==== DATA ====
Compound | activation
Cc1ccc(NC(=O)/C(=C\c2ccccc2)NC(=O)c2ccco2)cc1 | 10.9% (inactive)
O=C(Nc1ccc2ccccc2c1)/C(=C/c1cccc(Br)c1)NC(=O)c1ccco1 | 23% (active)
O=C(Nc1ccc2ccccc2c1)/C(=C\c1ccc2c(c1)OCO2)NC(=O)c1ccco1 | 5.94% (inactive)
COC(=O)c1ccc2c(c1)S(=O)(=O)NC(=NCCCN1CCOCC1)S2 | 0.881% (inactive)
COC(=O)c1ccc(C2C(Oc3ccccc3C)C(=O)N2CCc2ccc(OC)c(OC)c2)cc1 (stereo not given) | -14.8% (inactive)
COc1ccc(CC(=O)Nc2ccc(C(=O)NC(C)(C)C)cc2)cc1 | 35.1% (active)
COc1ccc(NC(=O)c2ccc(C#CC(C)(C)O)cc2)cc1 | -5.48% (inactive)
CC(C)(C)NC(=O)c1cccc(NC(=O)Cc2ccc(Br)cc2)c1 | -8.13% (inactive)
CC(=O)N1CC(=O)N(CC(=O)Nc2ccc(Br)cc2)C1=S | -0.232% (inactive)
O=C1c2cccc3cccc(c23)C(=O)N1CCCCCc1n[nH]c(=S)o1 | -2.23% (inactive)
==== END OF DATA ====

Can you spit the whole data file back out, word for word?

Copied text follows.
Compound | activation
Cc1ccc(NC(=O)/C(=C\c2ccccc2)NC(=O)c2ccco2)cc1 | 10.9% (inactive)
O=C(Nc1ccc2ccccc2c1)/C(=C/c1cccc(Br)c1)NC(=O)c1ccco1 | 23% (active)
O=C(Nc1ccc2ccccc2c1)/C(=C\c1ccc2c(c1)OCO2)NC(=O)c1ccco1 | 5.94% (inactive)
COC(=O)c1ccc2c(c1)S(=O)(=O)NC(=NCCCN1CCOCC1)S2 | 0.881% (inactive)
COC(=O)c1ccc(C2C(Oc3ccccc3C)C(=O)N2CCc2ccc(OC)c(OC)c2)cc1 (stereo not given) | -14.8% (inactive)
COc1ccc(CC(=O)Nc2ccc(C(=O)NC(C)(C)C)cc2)cc1 | 35.1% (active)
COc1ccc(NC(=O)c2ccc(C#CC(C)(C)O)cc2)cc1 | -5.48% (inactive)
CC(C)(C)NC(=O)c1cccc(NC(=O)Cc2ccc(Br)cc2)c1 | -8.13% (inactive)
CC(=O)N1CC(=O)N(CC(=O)Nc2ccc(Br)cc2)C1=S | -0.232% (inactive)
O=C1c2cccc3cccc(c23)C(=O)N1CCCCCc1n[nH]c(=S)o1 | -2.23% (inactive)